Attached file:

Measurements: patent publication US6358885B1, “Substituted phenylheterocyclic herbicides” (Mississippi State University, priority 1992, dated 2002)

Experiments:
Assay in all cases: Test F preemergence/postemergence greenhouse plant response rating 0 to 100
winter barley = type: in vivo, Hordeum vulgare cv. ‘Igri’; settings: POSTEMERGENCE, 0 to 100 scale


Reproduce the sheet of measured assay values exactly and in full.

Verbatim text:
Measurements: patent publication US6358885B1, “Substituted phenylheterocyclic herbicides” (Mississippi State University, priority 1992, dated 2002)

Experiments:
Assay in all cases: Test F preemergence/postemergence greenhouse plant response rating 0 to 100
winter barley = type: in vivo, Hordeum vulgare cv. ‘Igri’; settings: POSTEMERGENCE, 0 to 100 scale